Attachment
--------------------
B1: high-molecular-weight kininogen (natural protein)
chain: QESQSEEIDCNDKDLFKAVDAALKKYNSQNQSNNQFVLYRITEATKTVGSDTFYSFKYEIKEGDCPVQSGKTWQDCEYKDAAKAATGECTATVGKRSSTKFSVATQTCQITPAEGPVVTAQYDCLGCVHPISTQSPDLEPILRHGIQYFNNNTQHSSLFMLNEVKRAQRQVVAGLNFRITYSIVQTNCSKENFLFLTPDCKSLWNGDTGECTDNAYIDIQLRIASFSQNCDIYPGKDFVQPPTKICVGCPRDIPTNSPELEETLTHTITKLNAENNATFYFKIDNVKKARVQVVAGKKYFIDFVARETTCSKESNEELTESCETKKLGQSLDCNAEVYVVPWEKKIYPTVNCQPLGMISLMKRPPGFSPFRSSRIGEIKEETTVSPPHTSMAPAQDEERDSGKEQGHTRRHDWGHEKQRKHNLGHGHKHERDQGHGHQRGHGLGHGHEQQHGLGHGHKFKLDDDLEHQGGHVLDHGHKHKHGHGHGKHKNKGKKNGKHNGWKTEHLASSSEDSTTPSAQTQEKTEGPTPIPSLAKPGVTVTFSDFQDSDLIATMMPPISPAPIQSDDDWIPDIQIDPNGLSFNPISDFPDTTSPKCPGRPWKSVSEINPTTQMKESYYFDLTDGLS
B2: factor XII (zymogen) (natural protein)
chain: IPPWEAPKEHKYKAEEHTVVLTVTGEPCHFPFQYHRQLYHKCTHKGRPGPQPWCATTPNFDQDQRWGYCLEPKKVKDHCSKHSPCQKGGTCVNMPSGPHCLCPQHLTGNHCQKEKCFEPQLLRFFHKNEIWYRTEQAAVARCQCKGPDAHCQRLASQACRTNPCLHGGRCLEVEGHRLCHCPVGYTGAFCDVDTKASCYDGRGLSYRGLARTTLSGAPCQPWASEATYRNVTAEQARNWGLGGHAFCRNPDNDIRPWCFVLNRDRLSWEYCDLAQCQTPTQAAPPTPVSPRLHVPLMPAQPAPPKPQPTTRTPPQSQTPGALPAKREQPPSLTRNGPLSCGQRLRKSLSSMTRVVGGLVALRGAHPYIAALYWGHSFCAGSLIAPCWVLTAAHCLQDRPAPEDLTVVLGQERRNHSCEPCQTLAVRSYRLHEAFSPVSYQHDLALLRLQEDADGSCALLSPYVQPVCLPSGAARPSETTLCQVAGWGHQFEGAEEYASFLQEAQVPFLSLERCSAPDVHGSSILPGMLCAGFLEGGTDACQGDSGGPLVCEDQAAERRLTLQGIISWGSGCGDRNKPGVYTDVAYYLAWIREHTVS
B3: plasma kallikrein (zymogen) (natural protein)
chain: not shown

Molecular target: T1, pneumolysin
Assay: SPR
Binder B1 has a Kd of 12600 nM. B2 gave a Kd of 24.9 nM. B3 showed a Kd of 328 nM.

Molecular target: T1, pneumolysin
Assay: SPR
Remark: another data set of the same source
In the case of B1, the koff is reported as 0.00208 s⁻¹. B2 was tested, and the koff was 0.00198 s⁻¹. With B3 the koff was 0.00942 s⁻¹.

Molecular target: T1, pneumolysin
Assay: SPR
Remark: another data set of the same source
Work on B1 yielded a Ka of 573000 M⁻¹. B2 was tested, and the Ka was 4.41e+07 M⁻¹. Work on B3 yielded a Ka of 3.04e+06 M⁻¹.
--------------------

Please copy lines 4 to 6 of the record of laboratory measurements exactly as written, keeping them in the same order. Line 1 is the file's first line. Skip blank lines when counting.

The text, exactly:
chain: IPPWEAPKEHKYKAEEHTVVLTVTGEPCHFPFQYHRQLYHKCTHKGRPGPQPWCATTPNFDQDQRWGYCLEPKKVKDHCSKHSPCQKGGTCVNMPSGPHCLCPQHLTGNHCQKEKCFEPQLLRFFHKNEIWYRTEQAAVARCQCKGPDAHCQRLASQACRTNPCLHGGRCLEVEGHRLCHCPVGYTGAFCDVDTKASCYDGRGLSYRGLARTTLSGAPCQPWASEATYRNVTAEQARNWGLGGHAFCRNPDNDIRPWCFVLNRDRLSWEYCDLAQCQTPTQAAPPTPVSPRLHVPLMPAQPAPPKPQPTTRTPPQSQTPGALPAKREQPPSLTRNGPLSCGQRLRKSLSSMTRVVGGLVALRGAHPYIAALYWGHSFCAGSLIAPCWVLTAAHCLQDRPAPEDLTVVLGQERRNHSCEPCQTLAVRSYRLHEAFSPVSYQHDLALLRLQEDADGSCALLSPYVQPVCLPSGAARPSETTLCQVAGWGHQFEGAEEYASFLQEAQVPFLSLERCSAPDVHGSSILPGMLCAGFLEGGTDACQGDSGGPLVCEDQAAERRLTLQGIISWGSGCGDRNKPGVYTDVAYYLAWIREHTVS
B3: plasma kallikrein (zymogen) (natural protein)
chain: not shown